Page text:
Nelson Da Costa was born in in Kwanza, Norte Angola into a family of farmers. In 1984, pushed to leave by Angola’s socio-political situation, he received a scholarship to finish high school in Isla de la Juventud, Cuba.
He continued his studies in the province of Pinar del Rio, first training to be an elementary school teacher, and then a special education teacher with a focus in art therapy. In 2002, Nelson immigrated to the United States and received an MFA from Tufts University and the School of the Museum of fine Arts in Boston. He now lives and works in Brooklyn, New York and is represented by Gallery NAGA in Boston.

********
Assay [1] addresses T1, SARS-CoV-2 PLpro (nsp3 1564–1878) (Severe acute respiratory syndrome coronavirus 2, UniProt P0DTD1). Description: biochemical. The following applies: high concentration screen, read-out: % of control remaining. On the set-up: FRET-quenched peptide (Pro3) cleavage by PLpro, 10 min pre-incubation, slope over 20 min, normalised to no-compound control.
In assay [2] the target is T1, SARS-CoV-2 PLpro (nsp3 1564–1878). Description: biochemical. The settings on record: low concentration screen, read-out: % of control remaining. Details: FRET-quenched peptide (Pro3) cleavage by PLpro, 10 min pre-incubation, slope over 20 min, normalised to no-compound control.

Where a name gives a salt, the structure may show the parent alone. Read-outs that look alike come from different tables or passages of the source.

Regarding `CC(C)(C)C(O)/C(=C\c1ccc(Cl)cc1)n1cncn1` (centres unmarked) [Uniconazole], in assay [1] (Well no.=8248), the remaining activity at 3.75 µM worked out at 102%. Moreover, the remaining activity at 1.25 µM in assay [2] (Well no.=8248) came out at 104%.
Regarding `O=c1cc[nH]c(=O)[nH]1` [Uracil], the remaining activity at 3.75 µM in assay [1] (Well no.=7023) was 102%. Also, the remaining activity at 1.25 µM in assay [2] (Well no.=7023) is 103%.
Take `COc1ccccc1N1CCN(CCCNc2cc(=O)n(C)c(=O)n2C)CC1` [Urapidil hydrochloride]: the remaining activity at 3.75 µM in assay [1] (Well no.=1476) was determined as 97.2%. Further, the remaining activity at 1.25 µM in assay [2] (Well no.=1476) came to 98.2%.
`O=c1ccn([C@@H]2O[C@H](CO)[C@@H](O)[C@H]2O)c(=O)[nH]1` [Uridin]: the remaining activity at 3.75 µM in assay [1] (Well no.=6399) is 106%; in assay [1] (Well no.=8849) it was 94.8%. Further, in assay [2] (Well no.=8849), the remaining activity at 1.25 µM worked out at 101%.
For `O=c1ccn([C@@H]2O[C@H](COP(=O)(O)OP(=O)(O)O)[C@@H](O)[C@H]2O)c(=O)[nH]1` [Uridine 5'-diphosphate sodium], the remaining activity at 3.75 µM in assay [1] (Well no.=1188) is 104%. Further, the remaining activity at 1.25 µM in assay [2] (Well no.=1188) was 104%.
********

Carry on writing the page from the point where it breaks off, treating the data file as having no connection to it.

Nelson Da Costa’s painting draws on his boyhood in Angola, his training as an artist in Cuba, and his involvement with contemporary art in America. He has developed an approach to composition in which his imagery and symbology are united in one overall flat black-silhouetted form, through the openings of which a second color shines.

The work can be read as a series of linked narratives and observations about Da Costa’s life – his childhood, the murder of his family in Angola’s civil war, and his use of art making as a gateway to the future .

“I have a story to tell,” Da Costa says. “I have so much to say about the experiences I have been through. I use art to communicate about war and destruction, about sadness and poverty, about death and where people are going when they die.”